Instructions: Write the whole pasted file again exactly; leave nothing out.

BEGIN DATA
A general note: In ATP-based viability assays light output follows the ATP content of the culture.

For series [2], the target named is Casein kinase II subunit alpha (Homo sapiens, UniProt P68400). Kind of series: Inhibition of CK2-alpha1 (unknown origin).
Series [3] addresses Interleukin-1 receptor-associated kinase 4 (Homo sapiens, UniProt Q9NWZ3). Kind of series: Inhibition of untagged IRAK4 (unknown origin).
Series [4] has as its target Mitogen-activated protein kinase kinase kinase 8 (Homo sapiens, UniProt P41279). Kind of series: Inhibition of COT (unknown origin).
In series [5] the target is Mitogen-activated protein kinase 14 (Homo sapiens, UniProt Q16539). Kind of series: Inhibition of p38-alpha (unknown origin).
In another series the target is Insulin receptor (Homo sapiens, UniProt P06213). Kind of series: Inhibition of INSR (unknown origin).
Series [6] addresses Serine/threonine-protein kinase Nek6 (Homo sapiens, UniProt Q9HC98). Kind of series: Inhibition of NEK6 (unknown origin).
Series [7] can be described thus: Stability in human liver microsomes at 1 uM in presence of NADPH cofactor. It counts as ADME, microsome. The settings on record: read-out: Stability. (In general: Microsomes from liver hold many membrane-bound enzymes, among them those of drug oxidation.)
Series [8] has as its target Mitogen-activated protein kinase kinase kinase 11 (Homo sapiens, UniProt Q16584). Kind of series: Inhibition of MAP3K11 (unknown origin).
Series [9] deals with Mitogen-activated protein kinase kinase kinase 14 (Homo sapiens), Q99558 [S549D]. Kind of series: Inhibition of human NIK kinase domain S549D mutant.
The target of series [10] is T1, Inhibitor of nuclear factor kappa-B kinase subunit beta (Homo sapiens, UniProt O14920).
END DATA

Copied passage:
A general note: In ATP-based viability assays light output follows the ATP content of the culture.

For series [2], the target named is Casein kinase II subunit alpha (Homo sapiens, UniProt P68400). Kind of series: Inhibition of CK2-alpha1 (unknown origin).
Series [3] addresses Interleukin-1 receptor-associated kinase 4 (Homo sapiens, UniProt Q9NWZ3). Kind of series: Inhibition of untagged IRAK4 (unknown origin).
Series [4] has as its target Mitogen-activated protein kinase kinase kinase 8 (Homo sapiens, UniProt P41279). Kind of series: Inhibition of COT (unknown origin).
In series [5] the target is Mitogen-activated protein kinase 14 (Homo sapiens, UniProt Q16539). Kind of series: Inhibition of p38-alpha (unknown origin).
In another series the target is Insulin receptor (Homo sapiens, UniProt P06213). Kind of series: Inhibition of INSR (unknown origin).
Series [6] addresses Serine/threonine-protein kinase Nek6 (Homo sapiens, UniProt Q9HC98). Kind of series: Inhibition of NEK6 (unknown origin).
Series [7] can be described thus: Stability in human liver microsomes at 1 uM in presence of NADPH cofactor. It counts as ADME, microsome. The settings on record: read-out: Stability. (In general: Microsomes from liver hold many membrane-bound enzymes, among them those of drug oxidation.)
Series [8] has as its target Mitogen-activated protein kinase kinase kinase 11 (Homo sapiens, UniProt Q16584). Kind of series: Inhibition of MAP3K11 (unknown origin).
Series [9] deals with Mitogen-activated protein kinase kinase kinase 14 (Homo sapiens), Q99558 [S549D]. Kind of series: Inhibition of human NIK kinase domain S549D mutant.
The target of series [10] is T1, Inhibitor of nuclear factor kappa-B kinase subunit beta (Homo sapiens, UniProt O14920).